EasyLiving’s Executive Director, Alex Chamberlain, was recently interviewed for Seniorcare.com’s Aging Misconceptions piece. Aging experts expressed the wide gap they see in the realities of eldercare versus perceptions and preparedness.
Fortunately, with the range of choices available today, families can get the support they need. We hope Alex’s thoughts and tips offer a “senior care reality check” that will benefit your family.
Why is there a drastic difference in people’s perceptions about aging vs reality?
No one likes to think that their body or mind will deteriorate over time. It not just an individual issue of denial, it is our health care system as a whole. We begin training our minds from a very young age that we are healthy and okay; only when “something” happens do we go see a doctor.
There is now a shift toward preventative medicine as more people (and our system) realizes this flaw. Yet, when it comes to aging or chronic care needs, everyone thinks they will be ok or that they have family to take care of them. Without having prior experience with it, perception will always be different than reality.
What are the consequences of these aging misconceptions and not being prepared?
Unfortunately as an owner of a home health business, I have seen the good, the bad, and the ugly. I have seen families’ quality of life disappear due to being unprepared for the challenges of long-term care. I have seen loved ones and family members never speak to one another again because they weren’t prepared and began fighting over everything. This can range from one sibling taking on the burden of care and feeling resentful of other siblings (and/or the non-caregiver siblings becoming angry over decisions or perceived influence of the caregiver) to fights over money and healthcare decisions. When families have fewer options due to lack of preparation and financial constraints, it just makes conflict and hard choices more likely.
I have also seen clients’ wishes not being met, because a lack of planning took away their options. By being in denial, we unfortunately don’t prevent things from happening; we just prevent our ability to have much or any control. On the flip side, I have seen it done right many times. There is no one right way to provide care, but the families who navigate the challenges successfully did their homework, got help from quality professionals, and availed themselves of the choices that were best for them.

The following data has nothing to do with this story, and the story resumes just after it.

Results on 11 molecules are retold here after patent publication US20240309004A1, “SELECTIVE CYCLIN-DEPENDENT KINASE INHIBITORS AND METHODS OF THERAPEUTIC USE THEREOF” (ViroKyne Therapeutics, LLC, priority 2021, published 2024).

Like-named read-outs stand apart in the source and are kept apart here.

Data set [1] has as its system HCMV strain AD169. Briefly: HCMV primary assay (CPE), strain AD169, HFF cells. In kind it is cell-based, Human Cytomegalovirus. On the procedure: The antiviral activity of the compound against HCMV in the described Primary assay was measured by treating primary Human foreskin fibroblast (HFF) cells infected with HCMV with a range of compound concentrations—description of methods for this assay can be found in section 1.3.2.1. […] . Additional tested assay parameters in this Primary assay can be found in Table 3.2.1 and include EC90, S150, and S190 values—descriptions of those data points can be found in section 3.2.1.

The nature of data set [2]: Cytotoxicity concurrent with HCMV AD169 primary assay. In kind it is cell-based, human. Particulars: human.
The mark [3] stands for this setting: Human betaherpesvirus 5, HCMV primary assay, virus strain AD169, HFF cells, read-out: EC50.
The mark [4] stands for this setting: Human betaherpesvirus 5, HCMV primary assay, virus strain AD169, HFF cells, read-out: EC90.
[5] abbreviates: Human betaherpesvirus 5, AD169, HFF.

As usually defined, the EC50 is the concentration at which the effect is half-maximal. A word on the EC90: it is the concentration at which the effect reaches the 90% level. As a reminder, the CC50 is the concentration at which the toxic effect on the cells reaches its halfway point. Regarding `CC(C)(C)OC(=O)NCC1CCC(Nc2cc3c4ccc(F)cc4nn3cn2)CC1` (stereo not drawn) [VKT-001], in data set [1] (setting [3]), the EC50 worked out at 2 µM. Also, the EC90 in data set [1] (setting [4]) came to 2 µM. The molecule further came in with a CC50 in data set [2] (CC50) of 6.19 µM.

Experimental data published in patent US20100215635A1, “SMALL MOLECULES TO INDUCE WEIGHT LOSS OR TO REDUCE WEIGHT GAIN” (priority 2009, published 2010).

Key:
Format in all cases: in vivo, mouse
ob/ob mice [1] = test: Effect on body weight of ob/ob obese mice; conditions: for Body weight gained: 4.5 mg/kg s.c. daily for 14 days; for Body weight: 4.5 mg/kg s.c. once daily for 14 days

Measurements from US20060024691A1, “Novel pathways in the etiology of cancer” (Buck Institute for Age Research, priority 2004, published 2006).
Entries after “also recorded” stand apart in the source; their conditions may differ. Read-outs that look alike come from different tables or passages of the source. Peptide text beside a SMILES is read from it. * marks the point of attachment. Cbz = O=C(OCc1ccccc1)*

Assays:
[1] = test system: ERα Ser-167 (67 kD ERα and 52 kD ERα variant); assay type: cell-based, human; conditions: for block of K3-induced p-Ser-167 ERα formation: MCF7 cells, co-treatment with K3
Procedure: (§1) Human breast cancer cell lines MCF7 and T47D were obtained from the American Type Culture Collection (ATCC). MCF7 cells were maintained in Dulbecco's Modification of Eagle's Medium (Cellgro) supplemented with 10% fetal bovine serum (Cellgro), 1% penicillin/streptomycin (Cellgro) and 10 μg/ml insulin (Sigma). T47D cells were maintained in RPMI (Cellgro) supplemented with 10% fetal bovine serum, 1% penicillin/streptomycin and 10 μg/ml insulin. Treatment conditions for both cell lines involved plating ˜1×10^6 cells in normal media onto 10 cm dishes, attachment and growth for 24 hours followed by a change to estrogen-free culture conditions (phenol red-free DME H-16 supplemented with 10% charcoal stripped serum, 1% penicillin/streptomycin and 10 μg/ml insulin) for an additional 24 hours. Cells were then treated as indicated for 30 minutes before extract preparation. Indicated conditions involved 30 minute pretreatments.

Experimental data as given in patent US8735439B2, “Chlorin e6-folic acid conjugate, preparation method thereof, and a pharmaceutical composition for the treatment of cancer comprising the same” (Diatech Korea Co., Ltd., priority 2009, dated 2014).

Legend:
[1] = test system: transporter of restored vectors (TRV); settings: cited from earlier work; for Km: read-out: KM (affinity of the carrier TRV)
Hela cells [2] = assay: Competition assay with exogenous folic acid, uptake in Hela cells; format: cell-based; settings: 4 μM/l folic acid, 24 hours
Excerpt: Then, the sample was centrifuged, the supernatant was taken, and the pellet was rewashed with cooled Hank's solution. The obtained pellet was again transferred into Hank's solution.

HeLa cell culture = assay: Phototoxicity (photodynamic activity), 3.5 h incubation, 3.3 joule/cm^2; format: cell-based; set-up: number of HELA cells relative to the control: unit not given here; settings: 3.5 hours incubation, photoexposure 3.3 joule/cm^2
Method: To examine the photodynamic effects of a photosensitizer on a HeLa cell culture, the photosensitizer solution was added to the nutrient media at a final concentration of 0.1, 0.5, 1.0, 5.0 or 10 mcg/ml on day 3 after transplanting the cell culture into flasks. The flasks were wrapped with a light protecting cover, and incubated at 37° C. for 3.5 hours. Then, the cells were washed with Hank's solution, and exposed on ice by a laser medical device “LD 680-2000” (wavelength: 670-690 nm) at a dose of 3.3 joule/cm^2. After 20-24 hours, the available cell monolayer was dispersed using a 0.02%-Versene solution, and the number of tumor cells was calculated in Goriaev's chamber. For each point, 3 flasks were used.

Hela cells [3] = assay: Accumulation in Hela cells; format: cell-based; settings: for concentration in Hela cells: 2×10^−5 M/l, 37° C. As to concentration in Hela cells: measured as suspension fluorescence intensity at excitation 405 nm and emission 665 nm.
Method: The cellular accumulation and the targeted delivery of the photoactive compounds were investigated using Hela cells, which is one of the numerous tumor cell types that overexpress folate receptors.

How would you close the discrepancy gap?
I personally believe that the Baby Boomer generation will blaze the trail. Boomers have been perfectly fine with outsourcing and planning and I believe they will set the standards (and make all the mistakes) that future generations will learn from. With the growth of the internet and social media these subjects are getting more press and being shared with friends (stories usually mean more to people than stats). Because of demographics, many Boomers and their children have experienced long-term care’s effects up close and personal, so they know the downside of not being prepared.
Large corporations are adding “care management” services to their HR benefits because they are seeing the toll it takes on their employees with lost productivity and stress. As a society we are becoming more proactive with our healthcare. Technology has paved the way to make getting information and help easier than before. This will continue to close the discrepancy gap.
I think it’s also useful to reshape the discussion. For many people, the best motivation is to focus on doing this for your family. Yes, you may never need it, but just like buying life insurance, you do it as a gift to your loved ones so you don’t leave them in a difficult situation.
What advice do you have for consumers about their future care needs?
Think about what you want as you age and then learn a little bit about the realities versus your aging misconceptions. Sure, you always want to live in your own home, but what will you do when you can’t take care of it anymore? What will it cost you to get help? Do you want your daughter bathing and toileting you? Can a family member give up a job and their own retirement savings to do this? What does Medicare provide? What do retirement facilities cost? You can do research on the web to get some background, but ideally take the time to meet with professionals to ask questions about possible aging misconceptions and get personalized advice.
Our care managers have begun engaging more people proactively through our care consultations where we talk through future planning. Sometimes this is done in conjunction with their trusted advisor, like a financial planner or estate planning attorney. Together, the professionals can be especially effective in creating plans that cover your bases. If you understand the value of planning with your financial advisor or attorney, care planning should be given the same priority.
Americans have more choices than ever when it comes to aging care, as this piece points out: 86% of people will use an informal caregiver, 61% will use home health care and 19% will use assisted living, while 51% will use a nursing home at some point.
You can sign up for our monthly newsletter to get a jump start on understanding the realities of eldercare (and as an added bonus, when you do, we’ll send you a free copy of our Comprehensive Aging Wisely Checklist). The checklist has a Preparing Ahead section which also covers practical tips like organizing your paperwork and medical history.
I’d highly recommend taking the time to meet with a professional who can give you an overall picture, as it applies to your situation. It can save a lot of wasted time, and cut through any aging misconceptions you or your family might hold.